It's not exactly new. It started as an EU Directive that was adopted by all EU countries in May 2011 so they have had a while to think about it.
I'm rapidly getting to the point where I probably will just delete my sites and stop bothering soon. I've already had to put on a mobile-friendly plug-in to shut up Google, despite the fact I have no wish to target phone morons who are unwilling to spend more than ten seconds reading an article.
The angst is really not worth it.
Meanwhile... the Euro MEPs voted today to store all passenger flight data for five years.
No cookie warning message there.
Blogger admits that because of my having a custom domain and my being a US visitor I am unable to check if Blogger has put that message on my domain; yet they say I'm responsible for checking that it is there. Could someone from Europe please check it? www .websitewithnoname. com Many thanks and what a pain in the neck... Oh, well.
Some side notes...
I had to throw out the HP hub widget. It would have required a second notification/acceptance pop-up message.
I had to throw out the visitor IP display I was using from a third-party. It would have required a third notification/acceptance pop-up message.
Leastwise I've got no Amazon there. I'm guessing that would have required yet a fourth notification/acceptance pop-up message.
Viglink I'm guessing would have been a fifth if had still been using that.
What a town..., the internet...
I used an open source cookie notification from https://silktidedotcom/tools/cookie-consent/ It is easy to check to make sure you have done it properly but wonder if HubPages will do the same on these pages.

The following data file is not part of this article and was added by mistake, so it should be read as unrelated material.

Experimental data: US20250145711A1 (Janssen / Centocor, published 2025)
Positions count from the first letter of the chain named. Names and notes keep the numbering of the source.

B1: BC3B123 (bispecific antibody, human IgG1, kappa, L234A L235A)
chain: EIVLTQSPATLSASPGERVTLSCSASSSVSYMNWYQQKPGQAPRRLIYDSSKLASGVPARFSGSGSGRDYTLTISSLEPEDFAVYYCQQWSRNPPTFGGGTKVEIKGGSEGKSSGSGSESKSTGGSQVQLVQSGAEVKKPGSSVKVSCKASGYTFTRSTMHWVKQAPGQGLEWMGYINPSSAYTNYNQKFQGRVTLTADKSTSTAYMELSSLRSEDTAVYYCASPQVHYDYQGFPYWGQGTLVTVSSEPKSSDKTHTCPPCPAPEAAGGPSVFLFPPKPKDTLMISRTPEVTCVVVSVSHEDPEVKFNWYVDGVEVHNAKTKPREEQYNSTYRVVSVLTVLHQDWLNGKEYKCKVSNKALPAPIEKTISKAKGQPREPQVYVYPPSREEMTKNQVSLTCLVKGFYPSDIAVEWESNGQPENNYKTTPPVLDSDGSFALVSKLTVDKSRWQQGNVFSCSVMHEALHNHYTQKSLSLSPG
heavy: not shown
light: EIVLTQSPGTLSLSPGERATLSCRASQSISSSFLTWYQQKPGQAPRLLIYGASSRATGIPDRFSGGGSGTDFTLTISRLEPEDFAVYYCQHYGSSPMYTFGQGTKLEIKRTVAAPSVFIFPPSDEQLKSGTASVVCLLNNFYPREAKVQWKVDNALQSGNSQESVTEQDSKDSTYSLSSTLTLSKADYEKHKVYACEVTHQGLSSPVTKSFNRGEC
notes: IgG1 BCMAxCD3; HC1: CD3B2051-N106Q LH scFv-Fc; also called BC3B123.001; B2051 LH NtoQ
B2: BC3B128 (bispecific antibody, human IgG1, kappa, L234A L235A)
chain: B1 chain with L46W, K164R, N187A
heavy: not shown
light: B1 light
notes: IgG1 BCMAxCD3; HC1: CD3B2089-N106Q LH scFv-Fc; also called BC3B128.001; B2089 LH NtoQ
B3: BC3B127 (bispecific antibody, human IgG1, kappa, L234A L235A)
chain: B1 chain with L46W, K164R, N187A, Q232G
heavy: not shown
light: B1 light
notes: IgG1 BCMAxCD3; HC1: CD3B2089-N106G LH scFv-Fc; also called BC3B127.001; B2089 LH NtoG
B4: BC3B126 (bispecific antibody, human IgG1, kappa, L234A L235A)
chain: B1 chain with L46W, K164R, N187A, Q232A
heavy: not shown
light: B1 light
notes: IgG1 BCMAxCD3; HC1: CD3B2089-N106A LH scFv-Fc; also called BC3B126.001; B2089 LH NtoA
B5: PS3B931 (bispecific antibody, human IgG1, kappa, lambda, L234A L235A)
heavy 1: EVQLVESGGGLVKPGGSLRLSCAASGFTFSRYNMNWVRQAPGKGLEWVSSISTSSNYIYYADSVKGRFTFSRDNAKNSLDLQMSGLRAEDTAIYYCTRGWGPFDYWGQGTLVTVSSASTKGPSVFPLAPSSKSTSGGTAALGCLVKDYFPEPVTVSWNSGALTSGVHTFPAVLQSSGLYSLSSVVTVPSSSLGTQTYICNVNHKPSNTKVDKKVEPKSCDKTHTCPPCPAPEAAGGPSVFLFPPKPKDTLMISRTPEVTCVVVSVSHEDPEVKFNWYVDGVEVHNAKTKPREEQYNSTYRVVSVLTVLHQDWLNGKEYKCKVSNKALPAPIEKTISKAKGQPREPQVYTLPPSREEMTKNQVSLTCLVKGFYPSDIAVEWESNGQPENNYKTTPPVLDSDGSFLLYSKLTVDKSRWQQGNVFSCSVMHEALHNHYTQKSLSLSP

Here are the two sticks Blogger poked me with that necessitated my obligatory rant...
"European Union laws require you to give European Union visitors information about cookies used on your blog. In many cases, these laws also require you to obtain consent.
As a courtesy, we have added a notice on your blog to explain Google's use of certain Blogger and Google cookies, including use of Google Analytics and AdSense cookies.
You are responsible for confirming this notice actually works for your blog, and that it displays. If you employ other cookies, for example by adding third party features, this notice may not work for you. Learn more about this notice and your responsibilities."
"European Union (EU) laws require you to give EU visitors information about cookies used on your blog. In many cases, these laws also require you to obtain consent.
As a courtesy, we have added a notice on your blog to help meet these regulations. The notice lets visitors know about Google's use of certain Blogger and Google cookies on your blog, including Google Analytics and AdSense cookies. Learn about Google’s privacy practices and how Google uses data on partner sites.
Change the notice
How to change or disable notice
If you have edited your blog in a way that hides this notice, it will be your responsibility to notify your visitors about cookies used on your blog and if necessary, obtain consent. Also, if you have added other blog features that set cookies, including third-party analytics or advertising services, you’ll need to provide additional or a different notice.
It is your responsibility to determine, based on your cookie use, what else would be appropriate. If you choose to use a different notice, be sure you still comply with Google’s EU user consent policy. Learn more on generating cookie notices.
See the notice
To see the notice if you’re outside of the EU, view your blog and change the country code, for example blogspot.fr or blogspot.co.uk. If you use a custom domain, you won't see the notice outside of the EU."